Grasses are able to maximize their growth and production even with constantly changing environments. They send more than half of their tissue or their roots, below the ground. This helps build and hold soil and creates a food store that the plants use during dominate periods such as winter or during droughts. Grasses have also adapted to pressure from grazing. Silica is assimilated by the plant into its cell walls. This makes the leaves coarse and less palatable. Also, the growing parts are at the base of the plant, so cropping off the top will not kill the plant. When the photosynthesizing tissue is removed by grazing, the rate of photosynthesis within the uneaten tissue is increased.

Growing Seasons

In response to wide temperature fluctuations, grasses have evolved to cool- and warm-season species. Cool-season grasses, such as needle-and-thread grass, grow well in the spring and fall when the temperatures are cooler and more water is available. Warm-season grasses, such as blue grama, await the summer months. They grow best in high temperatures.

Surviving the Winter

By winter the aerial portions of grasses have died and most of the plants' energy has been transferred to the root system. What remains is known as standing dead, the dry carpet of grass that crunches underfoot. This dead material is an important source of food for the grazing animals throughout the winter. It also provides fuel for periodic fires.

Prairie Fires

Fires burn the built up layers of dead material from previous years. It is fire that has helped shape the grassland community by killing competing trees and shrubs, effectively maintaining the balance between the forest and prairie. During a fire, most of the grass remains unharmed in the ground. After the fire, grasses benefit as more space, light and water become available for more growth.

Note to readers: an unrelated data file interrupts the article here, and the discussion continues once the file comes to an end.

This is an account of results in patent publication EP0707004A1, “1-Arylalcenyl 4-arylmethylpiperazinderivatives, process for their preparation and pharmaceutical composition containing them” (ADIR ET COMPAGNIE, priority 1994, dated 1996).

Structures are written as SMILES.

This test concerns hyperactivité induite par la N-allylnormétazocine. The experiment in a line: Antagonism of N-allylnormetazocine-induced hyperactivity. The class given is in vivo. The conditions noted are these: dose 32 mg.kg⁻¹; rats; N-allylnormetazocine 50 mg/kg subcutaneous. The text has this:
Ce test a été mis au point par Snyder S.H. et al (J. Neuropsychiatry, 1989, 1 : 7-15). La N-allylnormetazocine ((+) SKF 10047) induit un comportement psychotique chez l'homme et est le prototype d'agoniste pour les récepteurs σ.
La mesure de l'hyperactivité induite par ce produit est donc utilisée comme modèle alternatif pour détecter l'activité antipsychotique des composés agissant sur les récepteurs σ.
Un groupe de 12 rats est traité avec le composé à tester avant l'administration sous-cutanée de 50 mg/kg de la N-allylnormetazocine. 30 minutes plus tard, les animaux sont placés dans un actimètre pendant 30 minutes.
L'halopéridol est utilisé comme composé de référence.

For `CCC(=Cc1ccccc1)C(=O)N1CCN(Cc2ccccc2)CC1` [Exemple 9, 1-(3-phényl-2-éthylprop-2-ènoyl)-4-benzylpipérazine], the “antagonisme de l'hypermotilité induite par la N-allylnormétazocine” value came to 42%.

The Future of the Prairie

The prairie is home to a variety of plants and animals. It is a place where deer, coyotes, pronghorn, prairie dogs, eagle, hawks and other wildlife flourish. The prairie is not only valued for its biodiversity, but for the wide-open space and magnificent beauty found there. With the westward advance and agricultural development of the grasslands it has become difficult to understand the prairie ecosystem. Continued management is needed to maintain and understand it. Wind Cave National Park and other protected areas offer us a glimpse of this vanishing community and an opportunity to understand it better.

Additional Reading

The Prairie World. David Costello. Thomas Y. Crowell Company, New York, 1969.
The Shortgrass Prairie. Ruth Carol Cushman & Stephen R. Jones. Pruett Publishing Company, 1988.
A Tour on the Prairies. Washington Irving. Pantheon Books, New York. 1967.
Giants in the Earth. Ole Rolvaag. Harper, New York, 1987.

Other Places to Visit

Badlands National Park, P.O. Box 6, Interior, SD 57750
Buffalo Gap National Grasslands, P.O. Box 425, Wall, SD 57790
Theodore Roosevelt National Park, P.O. Box 7, Medora, ND 58645
Agate Fossil Beds National Monument, P.O. Box 427, Gering NE 69341
Toad Stool Park, within the Ogalala National Grassland. P.O. Box 13A9, Chadron, NE 69337

Last updated: April 10, 2015

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26611 US Highway 385
Hot Springs, SD 57747


(605) 745-4600